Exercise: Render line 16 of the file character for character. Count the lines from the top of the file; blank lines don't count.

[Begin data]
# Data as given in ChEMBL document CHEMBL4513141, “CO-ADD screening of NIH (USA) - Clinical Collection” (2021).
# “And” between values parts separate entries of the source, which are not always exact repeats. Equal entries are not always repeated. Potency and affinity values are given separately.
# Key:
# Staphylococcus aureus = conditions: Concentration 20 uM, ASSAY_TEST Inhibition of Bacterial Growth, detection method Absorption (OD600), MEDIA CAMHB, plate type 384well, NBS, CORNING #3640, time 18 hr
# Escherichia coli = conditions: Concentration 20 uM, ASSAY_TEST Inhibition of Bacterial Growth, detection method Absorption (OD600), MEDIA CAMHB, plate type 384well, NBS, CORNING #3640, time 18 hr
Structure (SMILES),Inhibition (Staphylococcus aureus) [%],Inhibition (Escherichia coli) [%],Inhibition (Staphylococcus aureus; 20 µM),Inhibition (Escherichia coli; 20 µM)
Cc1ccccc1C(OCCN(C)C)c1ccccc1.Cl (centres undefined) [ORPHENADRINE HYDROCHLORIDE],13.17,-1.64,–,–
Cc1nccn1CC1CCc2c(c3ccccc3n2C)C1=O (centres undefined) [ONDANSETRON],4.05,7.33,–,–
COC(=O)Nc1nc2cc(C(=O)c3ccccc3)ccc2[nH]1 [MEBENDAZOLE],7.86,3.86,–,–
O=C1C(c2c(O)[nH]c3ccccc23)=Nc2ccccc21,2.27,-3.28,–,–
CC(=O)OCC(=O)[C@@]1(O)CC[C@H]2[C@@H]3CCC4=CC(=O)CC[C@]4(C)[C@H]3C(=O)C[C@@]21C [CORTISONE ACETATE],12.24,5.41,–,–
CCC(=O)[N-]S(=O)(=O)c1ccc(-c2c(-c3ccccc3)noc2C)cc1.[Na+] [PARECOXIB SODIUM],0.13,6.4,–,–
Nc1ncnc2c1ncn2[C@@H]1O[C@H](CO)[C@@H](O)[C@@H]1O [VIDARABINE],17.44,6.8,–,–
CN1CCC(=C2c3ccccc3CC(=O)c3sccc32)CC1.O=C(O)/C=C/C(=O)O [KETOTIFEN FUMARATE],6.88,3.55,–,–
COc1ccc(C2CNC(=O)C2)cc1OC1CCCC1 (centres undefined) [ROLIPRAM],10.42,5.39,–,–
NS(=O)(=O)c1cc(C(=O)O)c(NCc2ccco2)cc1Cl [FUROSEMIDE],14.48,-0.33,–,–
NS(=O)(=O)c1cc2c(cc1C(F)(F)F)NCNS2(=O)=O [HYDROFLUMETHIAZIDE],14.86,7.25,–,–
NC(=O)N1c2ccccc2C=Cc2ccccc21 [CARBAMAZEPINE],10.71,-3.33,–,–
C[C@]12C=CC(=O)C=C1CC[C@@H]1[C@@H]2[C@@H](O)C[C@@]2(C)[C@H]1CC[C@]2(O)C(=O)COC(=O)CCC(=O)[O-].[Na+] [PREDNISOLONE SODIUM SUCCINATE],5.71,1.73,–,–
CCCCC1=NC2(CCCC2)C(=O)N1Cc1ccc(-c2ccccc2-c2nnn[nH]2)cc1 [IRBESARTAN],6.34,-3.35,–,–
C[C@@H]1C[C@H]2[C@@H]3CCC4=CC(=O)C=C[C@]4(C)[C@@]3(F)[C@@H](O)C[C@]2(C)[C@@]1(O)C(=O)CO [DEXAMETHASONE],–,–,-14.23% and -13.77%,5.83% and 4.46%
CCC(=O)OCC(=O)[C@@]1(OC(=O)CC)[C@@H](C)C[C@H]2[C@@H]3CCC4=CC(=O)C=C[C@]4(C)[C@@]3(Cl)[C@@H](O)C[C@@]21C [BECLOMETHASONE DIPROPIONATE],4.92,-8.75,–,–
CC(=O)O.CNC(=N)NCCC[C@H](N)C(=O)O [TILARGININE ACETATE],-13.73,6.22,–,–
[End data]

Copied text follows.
NS(=O)(=O)c1cc(C(=O)O)c(NCc2ccco2)cc1Cl [FUROSEMIDE],14.48,-0.33,–,–